The Court concludes that Plaintiff has failed to meet the burden of production required to survive summary judgment. Specifically, the evidence in this case shows that for approximately 18 months, beginning in or about 1969, Mr. Smith was employed by DM Weatherly as a pipefitter working on the original construction of a fertilizer plant for Farmers Chemical in Tunis, North Carolina.[4] (ECF No. 412-5 at 87, 91, 96; ECF No. 412-6 at 13, 52, 54; see also ECF No. 412-3 at 4-5.) DM Weatherly was the general contractor employed by Farmers Chemical to build its fertilizer plant. (ECF No. 412-6 at 13, 52, 53.) According to Mr. Smith, DM Weatherly employed approximately 150 to 200 employees “at various times” to erect a newly constructed facility. (Id. at 13, 53.) Mr. Smith further testified that while employed at the Farmers Chemical jobsite, he received all of his instructions, tools, and materials from DM Weatherly. (Id. at 53-55.) When asked whether he recalled “any communications with an employee of Farmers Chemical” during his time on the jobsite, Mr. Smith responded, “[n]ot that I know of.” (Id. at 54.) Plaintiff points to no evidence from which a reasonable jury could find that, after employing DM Weatherly to construct its fertilizer plant, Farmers Chemical or its employees retained control of the jobsite or the manner in which the facility was constructed. (See ECF No. 462.) “Because control is a legal prerequisite for premises liability, [Farmers Chemical] is entitled to summary judgment” on Plaintiff's eighth cause of action.[5] Finch, 2018 WL 3941978, at *4.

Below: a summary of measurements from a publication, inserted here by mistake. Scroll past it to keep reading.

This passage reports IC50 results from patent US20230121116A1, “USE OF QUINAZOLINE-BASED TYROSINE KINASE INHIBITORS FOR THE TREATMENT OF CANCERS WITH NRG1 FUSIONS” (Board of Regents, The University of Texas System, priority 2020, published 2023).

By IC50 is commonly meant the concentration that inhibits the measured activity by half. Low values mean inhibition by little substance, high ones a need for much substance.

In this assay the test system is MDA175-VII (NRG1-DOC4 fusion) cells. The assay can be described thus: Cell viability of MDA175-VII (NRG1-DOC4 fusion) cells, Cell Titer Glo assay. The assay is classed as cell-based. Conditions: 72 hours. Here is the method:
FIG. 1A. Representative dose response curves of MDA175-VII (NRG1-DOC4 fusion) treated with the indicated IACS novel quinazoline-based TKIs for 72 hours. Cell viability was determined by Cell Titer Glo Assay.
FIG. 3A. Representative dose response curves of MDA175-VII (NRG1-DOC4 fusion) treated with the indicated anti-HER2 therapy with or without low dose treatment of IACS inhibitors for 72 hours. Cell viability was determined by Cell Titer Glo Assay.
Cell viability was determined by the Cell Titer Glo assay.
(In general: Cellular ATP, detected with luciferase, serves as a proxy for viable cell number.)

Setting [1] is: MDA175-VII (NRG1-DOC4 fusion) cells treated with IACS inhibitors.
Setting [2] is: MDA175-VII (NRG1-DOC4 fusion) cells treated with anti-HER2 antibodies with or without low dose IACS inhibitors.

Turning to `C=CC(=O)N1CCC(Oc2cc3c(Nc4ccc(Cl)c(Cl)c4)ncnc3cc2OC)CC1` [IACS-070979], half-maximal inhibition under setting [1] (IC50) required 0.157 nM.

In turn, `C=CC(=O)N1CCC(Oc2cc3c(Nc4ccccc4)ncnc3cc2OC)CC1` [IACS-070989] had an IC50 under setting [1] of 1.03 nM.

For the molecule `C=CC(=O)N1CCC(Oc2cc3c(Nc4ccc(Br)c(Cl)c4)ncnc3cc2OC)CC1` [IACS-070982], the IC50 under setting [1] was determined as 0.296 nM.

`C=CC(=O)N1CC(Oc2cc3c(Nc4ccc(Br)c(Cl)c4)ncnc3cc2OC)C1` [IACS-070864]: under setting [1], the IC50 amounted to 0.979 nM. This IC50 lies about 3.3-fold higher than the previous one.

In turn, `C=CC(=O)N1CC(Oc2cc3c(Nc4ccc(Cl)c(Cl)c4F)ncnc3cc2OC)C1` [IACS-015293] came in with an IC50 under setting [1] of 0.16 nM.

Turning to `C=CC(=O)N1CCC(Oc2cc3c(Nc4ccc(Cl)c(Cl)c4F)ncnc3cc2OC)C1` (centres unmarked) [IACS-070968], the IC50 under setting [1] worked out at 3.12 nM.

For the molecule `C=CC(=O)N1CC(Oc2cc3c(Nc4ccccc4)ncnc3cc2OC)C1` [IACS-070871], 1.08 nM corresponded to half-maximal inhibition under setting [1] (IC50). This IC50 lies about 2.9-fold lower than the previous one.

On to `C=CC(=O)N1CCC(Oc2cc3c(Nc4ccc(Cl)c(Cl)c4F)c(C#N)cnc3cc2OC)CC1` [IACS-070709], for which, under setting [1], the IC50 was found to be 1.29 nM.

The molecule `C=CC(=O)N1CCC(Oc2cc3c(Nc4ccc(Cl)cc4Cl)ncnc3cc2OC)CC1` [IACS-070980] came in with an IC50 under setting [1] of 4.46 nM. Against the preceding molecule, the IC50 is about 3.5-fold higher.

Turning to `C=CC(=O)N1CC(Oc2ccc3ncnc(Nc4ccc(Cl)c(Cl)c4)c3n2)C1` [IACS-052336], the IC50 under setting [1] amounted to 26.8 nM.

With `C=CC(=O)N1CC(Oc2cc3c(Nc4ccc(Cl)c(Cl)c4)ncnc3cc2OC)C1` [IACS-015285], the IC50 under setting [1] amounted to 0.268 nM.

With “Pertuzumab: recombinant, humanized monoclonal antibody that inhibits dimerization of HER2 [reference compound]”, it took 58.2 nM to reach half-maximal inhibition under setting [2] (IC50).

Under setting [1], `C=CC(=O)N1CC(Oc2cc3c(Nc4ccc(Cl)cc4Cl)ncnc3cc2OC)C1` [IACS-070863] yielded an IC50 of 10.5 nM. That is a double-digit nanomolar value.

Even assuming, however, that Plaintiff could point to specific evidence establishing Farmers Chemical's control over the jobsite, there is insufficient evidence in the record to establish actual exposure to asbestos-containing products for which Farmers Chemical is responsible. Under North Carolina law, a plaintiff bringing an action arising from asbestos exposure must forecast evidence showing actual exposure to the alleged offending products to survive summary judgment. Wilder v. Amatex Corp., 336 S.E.2d 66, 67-68 ( N.C. 1985). The Fourth Circuit has concluded that North Carolina law requires “the plaintiff in a personal injury asbestos case ‘[to] prove more than a casual or minimum contact with the product' containing asbestos in order to hold [the defendant] liable.” Jones v. Owens-Corning Fiberglas Corp., 69 F.3d 712, 716 & n.2 (4th Cir. 1995) (quoting Lohrmann v. Pittsburgh Corning Corp., 782 F.2d 1156, 1162 (4th Cir. 1986)). Rather, a plaintiff in such a case must satisfy the “frequency, regularity and proximity” test, which requires the plaintiff to introduce “evidence of exposure to a specific product on a regular basis over some extended period of time in proximity to where the plaintiff actually worked.” Lohrmann, 782 F.2d at 1162-63 (holding evidence of exposure to an asbestos-containing product “on ten to fifteen occasions of between one and eight hours duration” insufficient to hold the product's manufacturer liable); see also Pace v. Air & Liquid Sys. Corp., 642 Fed.Appx. 244, 247 (4th Cir. 2016) (terming the above-described test adopted in Lohrmann the “‘frequency, regularity, and proximity' test”).